2 bills removed from subcommittee schedules
Knoxville, Tenn. (WATE) – Two marijuana-related Tennessee General Assembly bills were recently removed from the schedules of the subcommittees each bill was sent to earlier in the legislative session; which makes them effectively dead or in limbo.
The Marijuana Bill That Would Poll Tennessees in the November 2022 Election (HB 1634) sponsored by Rep. Bruce Griffey (R-Paris) was returned to the clerk’s office at Tennessee House on March 30 after being removed from the schedule. This bill proposed that county election commissions ask voters three non-binding questions related to the legalization of marijuana during the November 2022 ballot, and that their answers be compiled in the form of an opinion poll on the public policies, the results of which would be shared with the general assembly.
The Marijuana Bill dubbed the “Free All Cannabis Law for Tennessees” (H.B. 1968) sponsored by Middle Tennessee Rep. Bob Freeman (D-Nashville) was removed from the Criminal Justice Subcommittee’s schedule on March 30. Freeman withdrew the bill, which proposed decriminalizing the use of marijuana in certain circumstances and created a two-state regulatory framework (Agriculture and Health, respectively) for cultivation, transportation, research, the processing and distribution of marijuana.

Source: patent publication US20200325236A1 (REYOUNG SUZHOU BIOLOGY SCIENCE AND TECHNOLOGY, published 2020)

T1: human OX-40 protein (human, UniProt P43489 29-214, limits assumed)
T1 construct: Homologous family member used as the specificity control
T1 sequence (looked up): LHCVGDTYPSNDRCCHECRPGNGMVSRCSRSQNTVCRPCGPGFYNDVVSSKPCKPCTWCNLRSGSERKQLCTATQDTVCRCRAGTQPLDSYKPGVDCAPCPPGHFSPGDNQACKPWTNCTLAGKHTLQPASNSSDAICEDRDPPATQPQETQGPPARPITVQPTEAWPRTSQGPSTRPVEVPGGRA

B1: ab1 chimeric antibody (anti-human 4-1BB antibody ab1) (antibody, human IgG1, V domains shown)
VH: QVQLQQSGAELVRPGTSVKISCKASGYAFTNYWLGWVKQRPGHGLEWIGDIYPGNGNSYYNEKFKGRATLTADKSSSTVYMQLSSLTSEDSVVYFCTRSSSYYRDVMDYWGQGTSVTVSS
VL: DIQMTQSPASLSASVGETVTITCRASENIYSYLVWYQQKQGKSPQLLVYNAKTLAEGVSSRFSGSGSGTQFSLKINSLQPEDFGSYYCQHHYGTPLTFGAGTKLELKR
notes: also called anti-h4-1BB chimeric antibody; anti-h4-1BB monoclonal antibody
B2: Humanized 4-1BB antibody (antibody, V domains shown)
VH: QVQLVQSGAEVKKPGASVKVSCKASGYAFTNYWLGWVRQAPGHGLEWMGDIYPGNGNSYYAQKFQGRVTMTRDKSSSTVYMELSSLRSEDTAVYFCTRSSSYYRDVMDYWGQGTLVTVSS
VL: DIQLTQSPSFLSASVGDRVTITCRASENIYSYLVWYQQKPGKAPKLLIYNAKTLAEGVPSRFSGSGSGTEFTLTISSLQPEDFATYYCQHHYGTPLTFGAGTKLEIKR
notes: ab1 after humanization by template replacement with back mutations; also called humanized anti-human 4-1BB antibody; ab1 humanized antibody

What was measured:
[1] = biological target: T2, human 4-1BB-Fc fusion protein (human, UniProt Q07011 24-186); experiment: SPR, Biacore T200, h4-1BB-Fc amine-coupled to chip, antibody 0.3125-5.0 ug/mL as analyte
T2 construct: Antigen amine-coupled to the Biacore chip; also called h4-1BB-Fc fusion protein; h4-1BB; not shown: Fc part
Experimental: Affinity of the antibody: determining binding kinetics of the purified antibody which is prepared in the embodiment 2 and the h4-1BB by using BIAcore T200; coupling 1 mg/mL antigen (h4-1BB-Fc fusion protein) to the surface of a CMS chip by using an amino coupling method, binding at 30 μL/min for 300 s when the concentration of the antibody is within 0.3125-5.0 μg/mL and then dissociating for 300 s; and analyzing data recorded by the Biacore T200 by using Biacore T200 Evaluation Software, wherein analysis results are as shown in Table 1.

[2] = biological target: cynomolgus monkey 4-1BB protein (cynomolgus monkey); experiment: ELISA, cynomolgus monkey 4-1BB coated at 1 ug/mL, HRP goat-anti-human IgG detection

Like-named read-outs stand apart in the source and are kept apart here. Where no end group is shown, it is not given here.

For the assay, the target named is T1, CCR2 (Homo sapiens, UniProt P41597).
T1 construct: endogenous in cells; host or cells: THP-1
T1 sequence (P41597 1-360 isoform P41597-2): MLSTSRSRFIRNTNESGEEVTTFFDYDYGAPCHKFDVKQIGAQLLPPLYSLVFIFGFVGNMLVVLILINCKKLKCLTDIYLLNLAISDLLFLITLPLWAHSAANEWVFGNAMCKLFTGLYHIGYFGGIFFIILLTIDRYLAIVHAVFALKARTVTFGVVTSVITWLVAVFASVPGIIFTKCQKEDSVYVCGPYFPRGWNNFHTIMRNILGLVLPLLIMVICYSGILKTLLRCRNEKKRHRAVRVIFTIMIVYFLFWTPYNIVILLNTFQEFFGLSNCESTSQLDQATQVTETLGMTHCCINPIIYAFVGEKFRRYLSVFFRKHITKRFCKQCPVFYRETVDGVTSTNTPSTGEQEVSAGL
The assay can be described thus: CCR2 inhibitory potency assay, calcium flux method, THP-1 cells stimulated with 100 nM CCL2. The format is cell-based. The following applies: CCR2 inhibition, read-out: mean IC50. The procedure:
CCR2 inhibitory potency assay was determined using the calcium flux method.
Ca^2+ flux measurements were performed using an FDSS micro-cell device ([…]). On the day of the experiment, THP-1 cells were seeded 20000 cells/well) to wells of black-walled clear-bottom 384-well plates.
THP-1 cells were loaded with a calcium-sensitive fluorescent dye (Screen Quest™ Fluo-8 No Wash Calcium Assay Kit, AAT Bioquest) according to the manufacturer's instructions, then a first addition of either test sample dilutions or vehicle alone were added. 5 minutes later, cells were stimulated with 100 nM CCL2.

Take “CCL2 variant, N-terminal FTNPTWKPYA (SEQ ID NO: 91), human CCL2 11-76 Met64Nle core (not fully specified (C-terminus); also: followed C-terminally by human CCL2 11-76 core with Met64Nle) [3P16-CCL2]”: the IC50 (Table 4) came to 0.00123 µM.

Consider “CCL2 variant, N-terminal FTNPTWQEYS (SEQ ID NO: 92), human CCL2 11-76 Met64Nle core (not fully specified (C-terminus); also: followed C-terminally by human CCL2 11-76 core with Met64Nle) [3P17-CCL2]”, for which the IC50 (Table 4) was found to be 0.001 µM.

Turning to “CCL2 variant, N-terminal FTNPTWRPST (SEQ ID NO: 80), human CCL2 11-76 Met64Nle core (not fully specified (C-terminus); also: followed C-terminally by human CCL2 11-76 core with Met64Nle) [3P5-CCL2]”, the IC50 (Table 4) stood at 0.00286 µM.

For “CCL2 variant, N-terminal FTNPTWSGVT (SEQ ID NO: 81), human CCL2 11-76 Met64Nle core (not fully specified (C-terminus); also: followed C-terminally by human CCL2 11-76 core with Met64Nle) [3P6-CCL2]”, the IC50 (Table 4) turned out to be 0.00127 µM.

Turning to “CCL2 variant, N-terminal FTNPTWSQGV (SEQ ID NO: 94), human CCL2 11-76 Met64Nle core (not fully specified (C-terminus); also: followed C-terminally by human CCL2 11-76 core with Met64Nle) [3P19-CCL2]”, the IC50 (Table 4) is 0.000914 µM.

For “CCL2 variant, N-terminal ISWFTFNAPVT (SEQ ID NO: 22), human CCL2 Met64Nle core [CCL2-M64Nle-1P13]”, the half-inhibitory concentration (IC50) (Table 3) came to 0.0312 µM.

However, in late March, WKRN reported that both departments opposed the bill along with Governor Bill Lee’s office and the Department of Security.
So what does it mean when a proposed bill is removed from the assigned subcommittee’s schedule?
When bills are removed from subcommittee schedules, they can always come back for a vote; however, if a bill is not brought back to a vote, the bill “dies”, according to the rules of the Tennessee General Assembly.
In Tennessee, the use of marijuana for recreational and medical purposes is illegal. but the cultivation and use of hemp with a license is approved. In January, the Tennessee Department of Agriculture announced that it had obtained approval from the United States Department of Agriculture (USDA) for its Tennessee State Hemp Plan, which was approved in December 2021.
The difference between hemp and marijuana, although both derived from the same species of cannabis plant, lies in the way their chemical formulas are arranged, according to WebMD. Marijuana contains much more of the psychoactive compound THC (tetrahydrocannabinol) than hemp, while hemp contains a lot of CBD (cannabidiol).
The recreational marijuana industry, legal in several states in the United States, is said to have grown to an estimated $25 billion industry.
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